When I bring up these grim economic facts to friends (yes, even on my “consumer” high-horse, I’ve managed to keep a few friends), they pooh-pooh me; they argue that my examples are bogus comparisons, that you can’t look at it that way, that what you’re really paying for is “service.”  Some of them have even said, cryptically, that it “all evens out in the end,” whatever that means.

But there’s a larger issue here.  Not to sound holier-than-thou, but it should be noted that the same people who willingly pay $14 for a hot dog and cup of beer at Dodger Stadium—who impulsively blow $15.99 for Season One of “Hill Street Blues” (and then never get around to watching it)—are resistant to giving immigrant workers a leg up.

It’s hard to explain.  When it comes to sharing our purse with those who toil at society’s crappiest jobs, we become less generous.  For whatever reason, when given the opportunity to spread it around to those on the bottom, we tend to hold out.

The same people who tip Las Vegas casino dealers don’t leave a nickel for the housekeepers who clean their hotel rooms.  The same patrons who are willing to pay $18 (say what??) for a deluxe mango margarita at an upscale LA restaurant—and then leave a commensurate gratuity for the actress-cum-waitress—don’t bother tipping the guys at the local carwash who work their tails off.

One could almost applaud this willingness to throw away money on wildly frivolous stuff—write it off as some post-millennial, “easy-come, easy-go” mentality—if only these good people would throw their money at manual laborers the same way they throw it at blackjack dealers and cocktail waitresses.  But they don’t.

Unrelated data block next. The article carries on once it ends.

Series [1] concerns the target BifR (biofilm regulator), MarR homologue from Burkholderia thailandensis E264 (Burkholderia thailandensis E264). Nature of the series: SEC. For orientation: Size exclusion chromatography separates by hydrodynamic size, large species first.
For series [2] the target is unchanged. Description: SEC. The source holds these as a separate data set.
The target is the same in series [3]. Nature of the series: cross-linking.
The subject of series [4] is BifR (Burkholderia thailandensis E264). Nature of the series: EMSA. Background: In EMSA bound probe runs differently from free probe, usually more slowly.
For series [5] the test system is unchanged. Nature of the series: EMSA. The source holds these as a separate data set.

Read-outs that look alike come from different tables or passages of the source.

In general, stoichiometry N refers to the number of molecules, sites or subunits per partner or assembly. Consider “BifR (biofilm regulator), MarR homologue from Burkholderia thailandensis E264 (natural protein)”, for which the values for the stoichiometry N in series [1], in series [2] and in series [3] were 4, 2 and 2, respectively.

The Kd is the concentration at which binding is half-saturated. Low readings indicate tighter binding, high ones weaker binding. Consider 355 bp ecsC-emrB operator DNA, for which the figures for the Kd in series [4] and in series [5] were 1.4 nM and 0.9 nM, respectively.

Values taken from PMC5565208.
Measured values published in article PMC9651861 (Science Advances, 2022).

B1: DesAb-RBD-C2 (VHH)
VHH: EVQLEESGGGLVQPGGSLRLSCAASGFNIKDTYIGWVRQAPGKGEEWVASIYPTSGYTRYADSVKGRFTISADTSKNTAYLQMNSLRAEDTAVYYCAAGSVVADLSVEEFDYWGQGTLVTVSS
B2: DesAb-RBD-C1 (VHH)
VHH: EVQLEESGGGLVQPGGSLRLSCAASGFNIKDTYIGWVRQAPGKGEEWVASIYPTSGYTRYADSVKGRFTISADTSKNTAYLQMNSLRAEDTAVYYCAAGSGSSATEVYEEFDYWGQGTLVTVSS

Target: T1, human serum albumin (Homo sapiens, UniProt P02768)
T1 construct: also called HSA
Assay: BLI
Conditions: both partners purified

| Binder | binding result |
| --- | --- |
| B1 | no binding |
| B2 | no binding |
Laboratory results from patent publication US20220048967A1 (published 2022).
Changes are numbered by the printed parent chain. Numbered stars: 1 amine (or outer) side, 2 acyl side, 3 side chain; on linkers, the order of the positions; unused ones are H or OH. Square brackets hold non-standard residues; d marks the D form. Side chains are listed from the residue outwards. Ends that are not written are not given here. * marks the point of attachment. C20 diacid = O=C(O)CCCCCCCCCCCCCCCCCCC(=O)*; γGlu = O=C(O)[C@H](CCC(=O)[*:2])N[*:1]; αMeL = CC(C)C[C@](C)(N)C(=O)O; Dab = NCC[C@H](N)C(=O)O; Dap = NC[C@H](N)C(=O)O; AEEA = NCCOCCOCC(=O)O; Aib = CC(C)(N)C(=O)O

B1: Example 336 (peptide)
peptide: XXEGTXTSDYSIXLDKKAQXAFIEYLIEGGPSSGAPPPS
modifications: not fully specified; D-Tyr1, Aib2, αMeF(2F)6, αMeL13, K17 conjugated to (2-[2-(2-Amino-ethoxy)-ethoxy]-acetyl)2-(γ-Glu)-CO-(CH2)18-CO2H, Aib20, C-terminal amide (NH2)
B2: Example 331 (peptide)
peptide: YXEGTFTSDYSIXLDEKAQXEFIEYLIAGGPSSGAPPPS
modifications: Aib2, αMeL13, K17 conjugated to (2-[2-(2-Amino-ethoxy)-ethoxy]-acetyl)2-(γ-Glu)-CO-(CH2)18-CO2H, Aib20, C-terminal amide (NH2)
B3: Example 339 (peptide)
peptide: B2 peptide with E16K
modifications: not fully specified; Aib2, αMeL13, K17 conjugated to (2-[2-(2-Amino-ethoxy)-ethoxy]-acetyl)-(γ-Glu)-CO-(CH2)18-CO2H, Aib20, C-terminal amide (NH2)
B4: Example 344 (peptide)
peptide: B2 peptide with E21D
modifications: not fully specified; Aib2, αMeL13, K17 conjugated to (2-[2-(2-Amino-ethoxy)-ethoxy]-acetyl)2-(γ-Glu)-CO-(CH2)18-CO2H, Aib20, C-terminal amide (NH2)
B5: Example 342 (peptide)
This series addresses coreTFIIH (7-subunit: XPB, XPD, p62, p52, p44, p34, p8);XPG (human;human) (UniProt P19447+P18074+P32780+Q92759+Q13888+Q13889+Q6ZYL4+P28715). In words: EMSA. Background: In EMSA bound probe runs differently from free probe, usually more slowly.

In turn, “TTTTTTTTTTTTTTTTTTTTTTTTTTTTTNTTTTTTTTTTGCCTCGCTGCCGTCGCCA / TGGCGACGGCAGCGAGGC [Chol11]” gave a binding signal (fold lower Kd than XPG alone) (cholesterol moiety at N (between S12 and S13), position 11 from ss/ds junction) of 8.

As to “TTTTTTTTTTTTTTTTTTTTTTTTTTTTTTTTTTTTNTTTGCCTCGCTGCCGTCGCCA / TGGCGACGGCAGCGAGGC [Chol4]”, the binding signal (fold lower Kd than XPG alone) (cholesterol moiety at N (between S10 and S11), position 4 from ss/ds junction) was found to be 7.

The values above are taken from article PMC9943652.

Instead, they argue with Mexican gardeners over their rates, and complain about how lazy their Mexican baby-sitters are.  They haggle with those day-laborers outside Home Depot, trying to convince them to clear their whole goddamn backyard for $50.  They won’t slip the trash collector so much as $10 at Christmas.

People are already complaining about the increase in the minimum wage.  The same people who have no problem with monthly cable TV fees rising every month for no apparent reason, regard an increase in the minimum wage as unfair.

A person I know (an insurance executive) fears the increase could actually destabilize the economy by (drum roll, please) “causing inflation.”  He’s the same guy who supports a trillion-dollar banking bailout, the same guy who opposes limiting executive compensation.  Alas, he’s the same guy who orders “extra ice.”

DAVID MACARAY, a Los Angeles playwright (“Americana,” “Larva Boy”) and writer, was a former labor union rep.  He can be reached at dmacaray@earthlink.net

 

 

 

 

 

 

 

 

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David Macaray is a playwright and author. His newest book is How To Win Friends and Avoid Sacred Cows.  He can be reached at dmacaray@gmail.com